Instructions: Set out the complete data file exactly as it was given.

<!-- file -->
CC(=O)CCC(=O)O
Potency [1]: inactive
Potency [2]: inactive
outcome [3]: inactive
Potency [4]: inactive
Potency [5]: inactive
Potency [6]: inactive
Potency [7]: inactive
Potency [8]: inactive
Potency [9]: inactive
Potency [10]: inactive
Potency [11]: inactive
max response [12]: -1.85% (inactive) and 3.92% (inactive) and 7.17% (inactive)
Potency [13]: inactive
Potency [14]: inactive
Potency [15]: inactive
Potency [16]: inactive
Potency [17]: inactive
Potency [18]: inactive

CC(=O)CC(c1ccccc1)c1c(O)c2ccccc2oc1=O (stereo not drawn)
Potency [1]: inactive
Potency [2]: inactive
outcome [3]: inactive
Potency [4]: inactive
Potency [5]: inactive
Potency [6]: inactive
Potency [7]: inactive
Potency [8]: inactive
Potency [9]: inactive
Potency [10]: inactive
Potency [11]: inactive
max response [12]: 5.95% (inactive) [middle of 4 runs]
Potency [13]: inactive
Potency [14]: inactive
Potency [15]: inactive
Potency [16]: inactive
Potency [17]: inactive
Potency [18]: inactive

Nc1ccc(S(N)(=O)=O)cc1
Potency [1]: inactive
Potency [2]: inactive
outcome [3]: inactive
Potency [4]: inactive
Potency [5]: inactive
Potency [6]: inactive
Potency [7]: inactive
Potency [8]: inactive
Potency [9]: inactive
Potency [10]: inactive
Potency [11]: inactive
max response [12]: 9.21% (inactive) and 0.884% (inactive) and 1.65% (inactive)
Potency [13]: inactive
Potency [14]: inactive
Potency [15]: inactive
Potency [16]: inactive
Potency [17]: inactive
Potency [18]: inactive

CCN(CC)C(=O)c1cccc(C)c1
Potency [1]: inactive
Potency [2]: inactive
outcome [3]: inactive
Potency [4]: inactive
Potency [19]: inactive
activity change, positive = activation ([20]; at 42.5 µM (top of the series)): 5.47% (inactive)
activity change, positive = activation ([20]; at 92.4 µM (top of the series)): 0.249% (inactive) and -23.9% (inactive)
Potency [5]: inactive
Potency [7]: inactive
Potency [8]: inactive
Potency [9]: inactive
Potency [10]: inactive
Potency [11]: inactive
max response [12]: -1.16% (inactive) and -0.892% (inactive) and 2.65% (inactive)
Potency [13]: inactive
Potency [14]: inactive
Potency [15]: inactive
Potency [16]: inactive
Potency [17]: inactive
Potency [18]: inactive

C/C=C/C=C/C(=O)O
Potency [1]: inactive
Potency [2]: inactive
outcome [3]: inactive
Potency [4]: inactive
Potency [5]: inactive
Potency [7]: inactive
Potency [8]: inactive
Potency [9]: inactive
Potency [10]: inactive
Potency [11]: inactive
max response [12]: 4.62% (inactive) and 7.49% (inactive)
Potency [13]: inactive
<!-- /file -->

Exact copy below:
CC(=O)CCC(=O)O
Potency [1]: inactive
Potency [2]: inactive
outcome [3]: inactive
Potency [4]: inactive
Potency [5]: inactive
Potency [6]: inactive
Potency [7]: inactive
Potency [8]: inactive
Potency [9]: inactive
Potency [10]: inactive
Potency [11]: inactive
max response [12]: -1.85% (inactive) and 3.92% (inactive) and 7.17% (inactive)
Potency [13]: inactive
Potency [14]: inactive
Potency [15]: inactive
Potency [16]: inactive
Potency [17]: inactive
Potency [18]: inactive

CC(=O)CC(c1ccccc1)c1c(O)c2ccccc2oc1=O (stereo not drawn)
Potency [1]: inactive
Potency [2]: inactive
outcome [3]: inactive
Potency [4]: inactive
Potency [5]: inactive
Potency [6]: inactive
Potency [7]: inactive
Potency [8]: inactive
Potency [9]: inactive
Potency [10]: inactive
Potency [11]: inactive
max response [12]: 5.95% (inactive) [middle of 4 runs]
Potency [13]: inactive
Potency [14]: inactive
Potency [15]: inactive
Potency [16]: inactive
Potency [17]: inactive
Potency [18]: inactive

Nc1ccc(S(N)(=O)=O)cc1
Potency [1]: inactive
Potency [2]: inactive
outcome [3]: inactive
Potency [4]: inactive
Potency [5]: inactive
Potency [6]: inactive
Potency [7]: inactive
Potency [8]: inactive
Potency [9]: inactive
Potency [10]: inactive
Potency [11]: inactive
max response [12]: 9.21% (inactive) and 0.884% (inactive) and 1.65% (inactive)
Potency [13]: inactive
Potency [14]: inactive
Potency [15]: inactive
Potency [16]: inactive
Potency [17]: inactive
Potency [18]: inactive

CCN(CC)C(=O)c1cccc(C)c1
Potency [1]: inactive
Potency [2]: inactive
outcome [3]: inactive
Potency [4]: inactive
Potency [19]: inactive
activity change, positive = activation ([20]; at 42.5 µM (top of the series)): 5.47% (inactive)
activity change, positive = activation ([20]; at 92.4 µM (top of the series)): 0.249% (inactive) and -23.9% (inactive)
Potency [5]: inactive
Potency [7]: inactive
Potency [8]: inactive
Potency [9]: inactive
Potency [10]: inactive
Potency [11]: inactive
max response [12]: -1.16% (inactive) and -0.892% (inactive) and 2.65% (inactive)
Potency [13]: inactive
Potency [14]: inactive
Potency [15]: inactive
Potency [16]: inactive
Potency [17]: inactive
Potency [18]: inactive

C/C=C/C=C/C(=O)O
Potency [1]: inactive
Potency [2]: inactive
outcome [3]: inactive
Potency [4]: inactive
Potency [5]: inactive
Potency [7]: inactive
Potency [8]: inactive
Potency [9]: inactive
Potency [10]: inactive
Potency [11]: inactive
max response [12]: 4.62% (inactive) and 7.49% (inactive)
Potency [13]: inactive